I recall the next three or four days as a time foggy with misery. I did not see the Fool at all. He still admitted his young serving boy to his bedchamber, but as far as I was aware, he himself did not emerge at all. Evidently Jek saw him at least one more time before the Bingtown delegation departed, for she stopped me once on the stairs. With icy courtesy, she said that Lord Golden had completely cleared from her mind any erroneous opinions she might have formed about my relationship to my master. She begged my pardon if her assumptions had in any way distressed me. Then, in a low hiss, she added that I was the stupidest and cruelest person she had ever met. Those were the last words she said to me. The Bingtown delegation departed the next day. The Queen and her dukes had not given them any firm answer on an alliance, but had accepted from them a dozen messenger birds, and given into their care as many Bingtown pigeons. Those negotiations would continue.

  On the heels of their departure, there was an uproar in the keep when the Queen herself rode out with a company of her guards late that night. Chade told me that even he had found her action rather extreme. Evidently her dukes found it even more so. The purpose of her ride was to halt an execution in Bidwell, a small hamlet near Buck’s border with Rippon. They rode out in the deep of night, evidently in response to some spy’s report that a woman was to be hanged and burned the following morning. Torches streaming and the horses’ breath smoking, they had departed in haste. The Queen, dressed in her purple cloak and white fox tunic, had ridden in their midst. I had stood at the window and impotently wished that I were riding at her stirrup. My role as Lord Golden’s servant always seemed to condemn me to be where I least wished to be.

  They had returned the following evening. A battered woman, swaying in her saddle, rode with them. Evidently they had arrived at the last possible moment, literally plucking the rope from her neck. The lynch throng had made no physical resistance to the armed and mounted guardsmen. Kettricken had not been content with gathering the town elders for several hours of stern royal reprimand. She had commanded that every citizen of every cot be rousted out to stand in the town’s tiny square and attend to her. She herself had stood before them, to read aloud to them her royal proclamation that forbade the execution of folk solely for being Witted. Afterward, every soul down to the smallest child that could hold a pen was required to make a sign on that copy of the proclamation, attesting that they had been present, had heard the royal command, and would abide by it. As they lacked a town hall, Kettricken further decreed that the signed proclamation must be continuously displayed over the hearth of the sole tavern in the town. She assured the folk that her road guards would drop by often to be sure that it was still in place and intact. She also assured them that if any of the signers ever again participated in such an attempt against a Witted, he would forfeit all property and be banished, not just from Buck, but from the entire Six Duchies.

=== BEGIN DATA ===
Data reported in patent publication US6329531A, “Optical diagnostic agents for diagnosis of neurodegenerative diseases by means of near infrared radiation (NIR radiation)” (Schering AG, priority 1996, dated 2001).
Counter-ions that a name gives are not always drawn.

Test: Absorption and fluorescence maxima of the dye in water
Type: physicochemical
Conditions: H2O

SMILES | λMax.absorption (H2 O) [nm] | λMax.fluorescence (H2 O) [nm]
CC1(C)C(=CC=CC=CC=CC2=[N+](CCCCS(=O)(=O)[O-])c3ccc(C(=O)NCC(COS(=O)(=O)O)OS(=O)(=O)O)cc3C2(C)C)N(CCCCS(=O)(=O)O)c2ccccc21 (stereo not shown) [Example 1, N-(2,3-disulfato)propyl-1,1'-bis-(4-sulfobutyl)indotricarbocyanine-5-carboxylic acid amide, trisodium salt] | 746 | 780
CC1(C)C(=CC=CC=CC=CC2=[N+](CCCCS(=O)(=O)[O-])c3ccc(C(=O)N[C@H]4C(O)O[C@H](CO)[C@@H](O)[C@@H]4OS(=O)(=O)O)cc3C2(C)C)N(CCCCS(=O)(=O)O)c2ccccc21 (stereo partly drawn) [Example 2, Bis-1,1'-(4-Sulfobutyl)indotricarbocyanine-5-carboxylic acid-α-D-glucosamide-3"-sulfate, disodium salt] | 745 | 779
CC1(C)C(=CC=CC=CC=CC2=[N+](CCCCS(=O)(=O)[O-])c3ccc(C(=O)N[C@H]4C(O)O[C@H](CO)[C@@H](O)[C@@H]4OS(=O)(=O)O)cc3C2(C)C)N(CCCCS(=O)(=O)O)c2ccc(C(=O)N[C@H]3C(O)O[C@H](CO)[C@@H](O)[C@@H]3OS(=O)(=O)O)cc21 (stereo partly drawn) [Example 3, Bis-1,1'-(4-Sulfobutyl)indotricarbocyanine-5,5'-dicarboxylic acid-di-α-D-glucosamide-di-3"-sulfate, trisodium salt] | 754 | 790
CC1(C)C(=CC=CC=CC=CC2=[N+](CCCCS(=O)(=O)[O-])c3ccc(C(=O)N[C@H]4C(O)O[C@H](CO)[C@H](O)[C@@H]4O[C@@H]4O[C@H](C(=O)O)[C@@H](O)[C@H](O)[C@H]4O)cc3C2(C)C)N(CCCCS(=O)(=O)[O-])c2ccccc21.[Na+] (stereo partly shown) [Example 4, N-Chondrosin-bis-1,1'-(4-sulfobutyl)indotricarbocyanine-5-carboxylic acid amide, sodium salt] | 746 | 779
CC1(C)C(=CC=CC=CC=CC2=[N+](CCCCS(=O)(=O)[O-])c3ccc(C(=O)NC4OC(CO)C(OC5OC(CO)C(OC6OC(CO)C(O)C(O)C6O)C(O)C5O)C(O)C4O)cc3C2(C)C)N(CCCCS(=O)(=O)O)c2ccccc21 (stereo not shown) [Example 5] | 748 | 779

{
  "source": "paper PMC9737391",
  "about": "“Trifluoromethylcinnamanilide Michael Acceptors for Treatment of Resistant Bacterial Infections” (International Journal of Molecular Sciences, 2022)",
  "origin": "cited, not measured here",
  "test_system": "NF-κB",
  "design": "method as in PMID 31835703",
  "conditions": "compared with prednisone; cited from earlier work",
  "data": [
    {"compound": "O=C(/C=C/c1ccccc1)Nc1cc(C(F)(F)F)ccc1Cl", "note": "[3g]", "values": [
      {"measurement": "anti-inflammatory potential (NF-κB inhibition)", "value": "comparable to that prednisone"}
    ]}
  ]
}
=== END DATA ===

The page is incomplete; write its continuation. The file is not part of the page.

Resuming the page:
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  On the Queen’s return, the accused woman was taken to the guards’ infirmary and treated for her injuries. Her village had not been gentle with her. She was a newcomer there with few ties. She had come to visit her cousin, who had been the one to accuse her to the elders when she supposedly caught the woman conversing with pigeons. There was some talk of an inheritance dispute, which left me wondering if the accused were Witted at all, or merely a threat to her cousin’s holdings. As soon as the woman was well enough to travel, Queen Kettricken furnished her with funds, a horse, and some said a deed to a bit of land far away from her cousin’s village. In any case, the woman took herself well away from Buck as soon as she could travel.

  The incident became the center of a swirl of controversy. Some said the Queen had overstepped her bounds, that Bidwell actually straddled the border of Buck and Rippon and that she should not have taken action without at least consulting the Duke of Rippon. The Duke seemed to take her personal intervention as a criticism and an affront. Although he himself did not utter such words, it was gossiped about that perhaps the Mountain Queen was too eager to make ties with foreigners such as Outislanders and Bingtown Traders while not giving enough respect to the Dukes of the Six Duchies. Did she not trust her own nobility to manage their own domestic affairs? From there, the rumors and grumbling wandered farther afield. Did she not think a Six Duchies bride would be good enough for her half-Mountain son? And even more insidious, the gossip that the bloodlines of Duke Shemshy had been slighted, for the Prince had shown an obvious interest in Lady Vance until his lady mother had crushed it. Why did she court the disdainful Outislander Narcheska when even the young Prince could see that there was a worthier lady closer to hand?